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Home / Health & Science

Epicentres of Covid-19 lack testing kits, host ‘spreader events’

HEALTH & SCIENCEBy MERCY KAHENDA | Thu,Jun 03 2021 15:03:24 EAT
By MERCY KAHENDA | Thu,Jun 03 2021 15:03:24 EAT

 Woman getting swabbed for a Covid-test. [Edward Kiplimo, Standard]

Regions turning out into epicentres of Covid-19 are facing shortage of testing kits, according to health officials and scientists.

These regions include the Lake Basin, North Rift and Upper Eastern where14 counties have inadequate testing kits and thus low capacity for contact tracing and surveillance, according Dr Rosemary Obara Okeyo, the Lake Basin Economic Block (LREB) health pillar lead.

A report by “most counties have a testing quota of 30 tests per day” and “these will not be helpful in the predicted fourth wave,” and Dr Okeyo explains that long distance truck drivers are forced to wait longer at the border points of Busia and Migori contributing to community spread of the virus besides increased activities at the Kisumu international airport after the lockdown was lifted.

These counties including Kisumu, Kisii, Kericho, Siaya, Migori and Trans Nzoia also use Prevention, Retention and Contingency (PRC) which is slower in delivery of results over Rapid antigen test, says the report and Dr Okeyo concurs “there is a problem with turn around on testing, due to lack of testing kits, and economic activities also contribute to spread of the virus.”

Covid 19 Time Series


These counties also have non-functional infrastructure and inadequate supplies for Covid-19 management, few functional Intensive Care Unit (ICU), shortage of medical oxygen and insufficient compliance and enforcement of public health regulations.

Dr Okeyo said hospitals are overstretched including the Jaramogo Oginga Odinga Referral and Teaching Hospital (JOORTH), a leading facility in the region, which is full to capacity and has insufficient supply of oxygen.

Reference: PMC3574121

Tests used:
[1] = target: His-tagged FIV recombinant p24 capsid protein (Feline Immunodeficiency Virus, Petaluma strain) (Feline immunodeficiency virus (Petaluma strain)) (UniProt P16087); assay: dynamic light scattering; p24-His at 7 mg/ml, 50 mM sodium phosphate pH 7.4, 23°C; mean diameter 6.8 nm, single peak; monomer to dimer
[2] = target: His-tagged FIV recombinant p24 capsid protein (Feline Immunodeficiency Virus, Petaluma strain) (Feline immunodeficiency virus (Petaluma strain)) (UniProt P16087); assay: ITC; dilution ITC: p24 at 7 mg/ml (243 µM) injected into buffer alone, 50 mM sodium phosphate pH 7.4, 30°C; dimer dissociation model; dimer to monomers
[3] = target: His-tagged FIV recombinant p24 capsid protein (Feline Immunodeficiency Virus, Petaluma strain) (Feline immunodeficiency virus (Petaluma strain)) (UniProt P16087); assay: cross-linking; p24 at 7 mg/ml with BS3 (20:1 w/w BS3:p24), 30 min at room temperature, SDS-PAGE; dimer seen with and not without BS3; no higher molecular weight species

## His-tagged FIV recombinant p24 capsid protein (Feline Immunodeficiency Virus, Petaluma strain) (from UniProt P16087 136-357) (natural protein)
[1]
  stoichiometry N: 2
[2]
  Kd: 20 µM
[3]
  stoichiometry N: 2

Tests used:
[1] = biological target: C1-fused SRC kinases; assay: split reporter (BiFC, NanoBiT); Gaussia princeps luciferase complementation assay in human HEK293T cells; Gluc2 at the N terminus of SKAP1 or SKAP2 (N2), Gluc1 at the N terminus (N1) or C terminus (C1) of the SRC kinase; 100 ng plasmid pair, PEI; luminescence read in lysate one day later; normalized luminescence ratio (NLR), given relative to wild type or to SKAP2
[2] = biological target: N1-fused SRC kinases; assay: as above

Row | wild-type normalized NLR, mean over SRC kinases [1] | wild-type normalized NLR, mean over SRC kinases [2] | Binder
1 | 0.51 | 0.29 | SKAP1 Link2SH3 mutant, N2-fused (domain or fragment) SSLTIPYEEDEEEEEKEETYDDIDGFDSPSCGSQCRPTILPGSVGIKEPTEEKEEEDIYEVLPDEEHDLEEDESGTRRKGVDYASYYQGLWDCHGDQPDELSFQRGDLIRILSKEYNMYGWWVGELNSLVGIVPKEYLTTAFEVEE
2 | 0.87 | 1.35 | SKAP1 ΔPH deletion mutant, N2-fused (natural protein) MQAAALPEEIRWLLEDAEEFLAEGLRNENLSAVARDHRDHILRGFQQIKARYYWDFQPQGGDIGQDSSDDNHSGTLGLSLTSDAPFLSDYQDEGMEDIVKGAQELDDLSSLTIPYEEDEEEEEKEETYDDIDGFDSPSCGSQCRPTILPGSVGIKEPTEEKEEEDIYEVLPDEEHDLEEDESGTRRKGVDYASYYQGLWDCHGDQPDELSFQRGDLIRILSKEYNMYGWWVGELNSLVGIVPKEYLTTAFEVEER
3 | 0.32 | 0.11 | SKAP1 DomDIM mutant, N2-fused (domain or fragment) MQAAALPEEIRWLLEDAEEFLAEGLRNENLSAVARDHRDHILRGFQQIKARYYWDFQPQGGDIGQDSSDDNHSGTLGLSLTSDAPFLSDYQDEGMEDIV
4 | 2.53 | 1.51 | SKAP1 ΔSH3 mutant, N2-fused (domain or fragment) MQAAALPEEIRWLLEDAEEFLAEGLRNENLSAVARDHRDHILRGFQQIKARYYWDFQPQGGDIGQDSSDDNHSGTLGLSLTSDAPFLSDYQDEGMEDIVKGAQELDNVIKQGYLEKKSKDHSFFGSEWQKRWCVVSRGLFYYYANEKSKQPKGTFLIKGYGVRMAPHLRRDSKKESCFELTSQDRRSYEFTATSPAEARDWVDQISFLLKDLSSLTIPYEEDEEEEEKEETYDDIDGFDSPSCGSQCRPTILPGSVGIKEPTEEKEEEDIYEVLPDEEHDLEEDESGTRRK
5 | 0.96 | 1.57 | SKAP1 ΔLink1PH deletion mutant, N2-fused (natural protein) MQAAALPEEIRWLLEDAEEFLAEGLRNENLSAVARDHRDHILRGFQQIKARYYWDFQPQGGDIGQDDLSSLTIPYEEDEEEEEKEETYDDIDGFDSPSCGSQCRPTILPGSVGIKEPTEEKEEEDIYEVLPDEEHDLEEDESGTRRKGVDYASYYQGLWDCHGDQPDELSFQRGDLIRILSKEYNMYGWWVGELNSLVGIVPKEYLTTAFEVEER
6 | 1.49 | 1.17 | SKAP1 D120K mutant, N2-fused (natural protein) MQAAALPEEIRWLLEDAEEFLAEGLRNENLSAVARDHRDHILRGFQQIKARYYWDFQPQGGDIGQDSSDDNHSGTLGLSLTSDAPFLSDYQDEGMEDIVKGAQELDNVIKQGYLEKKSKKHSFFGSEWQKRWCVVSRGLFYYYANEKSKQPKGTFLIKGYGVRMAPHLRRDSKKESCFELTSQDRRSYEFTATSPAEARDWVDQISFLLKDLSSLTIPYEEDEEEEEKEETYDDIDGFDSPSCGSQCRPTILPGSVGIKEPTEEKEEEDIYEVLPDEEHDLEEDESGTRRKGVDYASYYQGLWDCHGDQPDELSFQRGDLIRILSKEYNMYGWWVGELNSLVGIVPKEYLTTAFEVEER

“More community surveillance is required, and sensitization, to avert a spike of cases that also demand hospitalization,” she said adding that the hospitals also need more health professionals.

In view of the anticipated and more lethal fourth wave, the report advised against any super spreader events in member counties, but still Kisumu went ahead to host the Madaraka Day celebrations on June 1, yet “when leaders ignore independent scientific advice, reality sets in and avoidable disasters inevitably follow,” noted the report.

Other recommendations included harmonizing enforcement of public health measures, upscale risk communication through media and revamping of contact tracing and community surveillance besides providing a dedicated budget line for inter-county Covid-19 management.

At a glance

August 10, 2020

When Kenya experienced the first wave of coronavirus up to September 4, 2020

December 5, 2020

When the second wave began leading to longer curfew hours and lockdowns

February 25, 2020

 The third wave begun with a brief decline between 23 April and 9 May 2021

June 26, 2021

Predicted date for new peak in infections until the tail end of July, 2021. 

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